Inhibition mechanism and hot-spot prediction of nine potential drugs for SARS-CoV-2 Mpro by large-scale molecular dynamic simulations combined with accurate binding free energy calculations†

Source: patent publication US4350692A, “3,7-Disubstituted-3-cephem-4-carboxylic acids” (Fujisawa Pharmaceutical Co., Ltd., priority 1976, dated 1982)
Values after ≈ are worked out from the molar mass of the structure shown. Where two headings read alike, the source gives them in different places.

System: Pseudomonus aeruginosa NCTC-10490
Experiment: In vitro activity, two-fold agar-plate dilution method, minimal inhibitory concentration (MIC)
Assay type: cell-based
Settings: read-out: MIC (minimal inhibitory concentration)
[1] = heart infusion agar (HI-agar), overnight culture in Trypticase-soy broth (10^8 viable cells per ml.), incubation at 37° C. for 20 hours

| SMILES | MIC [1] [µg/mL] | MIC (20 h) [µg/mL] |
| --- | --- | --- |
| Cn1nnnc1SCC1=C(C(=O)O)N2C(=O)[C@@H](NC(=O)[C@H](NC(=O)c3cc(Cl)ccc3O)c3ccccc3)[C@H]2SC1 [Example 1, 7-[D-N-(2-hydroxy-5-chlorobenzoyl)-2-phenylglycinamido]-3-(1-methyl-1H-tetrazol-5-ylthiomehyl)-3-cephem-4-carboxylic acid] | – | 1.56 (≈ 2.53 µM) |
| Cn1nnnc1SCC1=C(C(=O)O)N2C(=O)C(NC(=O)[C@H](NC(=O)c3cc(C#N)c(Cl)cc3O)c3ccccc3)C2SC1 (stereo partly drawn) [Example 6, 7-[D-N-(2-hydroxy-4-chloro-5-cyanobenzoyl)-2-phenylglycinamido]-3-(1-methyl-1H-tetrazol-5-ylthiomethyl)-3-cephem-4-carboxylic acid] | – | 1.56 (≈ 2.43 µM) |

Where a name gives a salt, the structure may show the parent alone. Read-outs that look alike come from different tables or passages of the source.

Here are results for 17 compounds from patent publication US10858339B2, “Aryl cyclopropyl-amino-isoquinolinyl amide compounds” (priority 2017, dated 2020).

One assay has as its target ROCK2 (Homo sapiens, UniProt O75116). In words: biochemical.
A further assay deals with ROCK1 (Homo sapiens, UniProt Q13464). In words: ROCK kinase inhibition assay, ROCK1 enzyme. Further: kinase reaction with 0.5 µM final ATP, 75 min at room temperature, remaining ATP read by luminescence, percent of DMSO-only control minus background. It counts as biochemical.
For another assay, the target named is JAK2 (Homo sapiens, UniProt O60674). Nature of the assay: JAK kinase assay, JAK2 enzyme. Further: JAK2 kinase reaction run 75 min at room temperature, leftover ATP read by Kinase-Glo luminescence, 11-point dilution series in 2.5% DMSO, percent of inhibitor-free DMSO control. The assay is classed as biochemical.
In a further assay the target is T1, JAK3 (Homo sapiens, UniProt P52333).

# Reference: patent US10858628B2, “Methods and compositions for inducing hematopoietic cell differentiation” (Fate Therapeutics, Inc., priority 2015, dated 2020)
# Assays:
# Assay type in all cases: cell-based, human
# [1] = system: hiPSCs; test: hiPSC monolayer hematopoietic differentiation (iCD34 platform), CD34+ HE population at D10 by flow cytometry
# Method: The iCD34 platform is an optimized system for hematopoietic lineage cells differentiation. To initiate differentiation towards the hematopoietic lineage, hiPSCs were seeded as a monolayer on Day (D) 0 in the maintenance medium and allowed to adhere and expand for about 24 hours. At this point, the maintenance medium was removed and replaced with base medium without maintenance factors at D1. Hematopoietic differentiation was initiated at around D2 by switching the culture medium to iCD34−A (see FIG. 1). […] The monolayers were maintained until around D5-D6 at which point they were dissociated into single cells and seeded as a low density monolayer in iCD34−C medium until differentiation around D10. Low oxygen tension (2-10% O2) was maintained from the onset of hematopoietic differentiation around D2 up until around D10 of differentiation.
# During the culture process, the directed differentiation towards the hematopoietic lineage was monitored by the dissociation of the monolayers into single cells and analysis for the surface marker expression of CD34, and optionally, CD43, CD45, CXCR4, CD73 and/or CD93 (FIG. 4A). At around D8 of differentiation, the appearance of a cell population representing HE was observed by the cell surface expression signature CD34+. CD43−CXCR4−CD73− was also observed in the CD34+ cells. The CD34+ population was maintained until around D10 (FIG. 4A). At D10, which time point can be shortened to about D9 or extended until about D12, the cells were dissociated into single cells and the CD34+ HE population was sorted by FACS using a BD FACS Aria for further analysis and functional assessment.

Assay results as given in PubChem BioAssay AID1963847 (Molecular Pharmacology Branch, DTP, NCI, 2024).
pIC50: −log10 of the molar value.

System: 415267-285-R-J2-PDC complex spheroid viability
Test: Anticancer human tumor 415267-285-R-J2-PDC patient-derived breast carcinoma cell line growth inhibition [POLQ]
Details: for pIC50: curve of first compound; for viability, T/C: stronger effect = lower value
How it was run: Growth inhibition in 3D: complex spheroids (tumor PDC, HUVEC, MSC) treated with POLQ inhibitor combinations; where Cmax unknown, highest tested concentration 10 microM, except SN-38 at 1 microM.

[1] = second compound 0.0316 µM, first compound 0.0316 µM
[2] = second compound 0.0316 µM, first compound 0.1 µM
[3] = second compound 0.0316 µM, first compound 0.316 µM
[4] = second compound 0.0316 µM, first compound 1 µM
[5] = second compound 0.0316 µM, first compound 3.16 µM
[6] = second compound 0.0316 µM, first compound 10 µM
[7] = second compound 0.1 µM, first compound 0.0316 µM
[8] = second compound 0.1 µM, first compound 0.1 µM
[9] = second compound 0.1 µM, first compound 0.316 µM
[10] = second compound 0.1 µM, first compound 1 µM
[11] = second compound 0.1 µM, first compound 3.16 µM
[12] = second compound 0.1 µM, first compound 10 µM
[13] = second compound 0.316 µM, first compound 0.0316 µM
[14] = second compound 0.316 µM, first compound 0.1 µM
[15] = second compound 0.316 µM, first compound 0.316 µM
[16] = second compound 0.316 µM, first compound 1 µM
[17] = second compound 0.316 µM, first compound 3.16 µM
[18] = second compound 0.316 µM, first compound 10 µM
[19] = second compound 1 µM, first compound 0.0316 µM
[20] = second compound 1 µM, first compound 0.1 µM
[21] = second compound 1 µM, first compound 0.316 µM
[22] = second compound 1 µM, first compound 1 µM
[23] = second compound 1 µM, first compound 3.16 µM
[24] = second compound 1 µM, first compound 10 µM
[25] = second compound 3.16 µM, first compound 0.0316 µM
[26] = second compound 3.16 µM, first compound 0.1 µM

Coronavirus disease 2019 (COVID-19), which is caused by a new coronavirus known as severe acute respiratory syndrome coronavirus 2 (SARS-CoV-2), is spreading around the world. However, a universally effective treatment regimen has not been developed to date. The main protease (Mpro), a key enzyme of SARS-CoV-2, plays a crucial role in the replication and transcription of this virus in cells and has become the ideal target for rational antiviral drug design. In this study, we performed molecular dynamics simulations three times for these complexes of Mpro (monomeric and dimeric) and nine potential drugs that have a certain effect on the treatment of COVID-19 to explore their binding mechanism. In addition, a total of 12 methods for calculating binding free energy were employed to determine the optimal drug. Ritonavir, Arbidol, and Chloroquine consistently showed an outstanding binding ability to monomeric Mpro under various methods. Ritonavir, Arbidol, and Saquinavir presented the best performance when binding to a dimer, which was independent of the protonated state of Hie41 (protonated at Nε) and Hid41 (protonated at Nδ), and these findings suggest that Chloroquine may not effectively inhibit the activity of dimeric Mproin vivo. Furthermore, three common hot-spot residues of Met165, Hie41, and Gln189 of monomeric Mpro systems dominated the binding of Ritonavir, Arbidol, and Chloroquine. In dimeric Mpro, Gln189, Met165, and Met49 contributed significantly to binding with Ritonavir, Arbidol, and Saquinavir; therefore, Gln189 and Met165 might serve as the focus in the discovery and development of anti-COVID-19 drugs. In addition, the van der Waals interaction played a significant role in the binding process, and the benzene ring of the drugs showed an apparent inhibitory effect on the normal function of Mpro. The binding cavity had great flexibility to accommodate these different drugs. The results would be notably helpful for enabling a detailed understanding of the binding mechanisms for these important drug–Mpro interactions and provide valuable guidance for the design of potent inhibitors.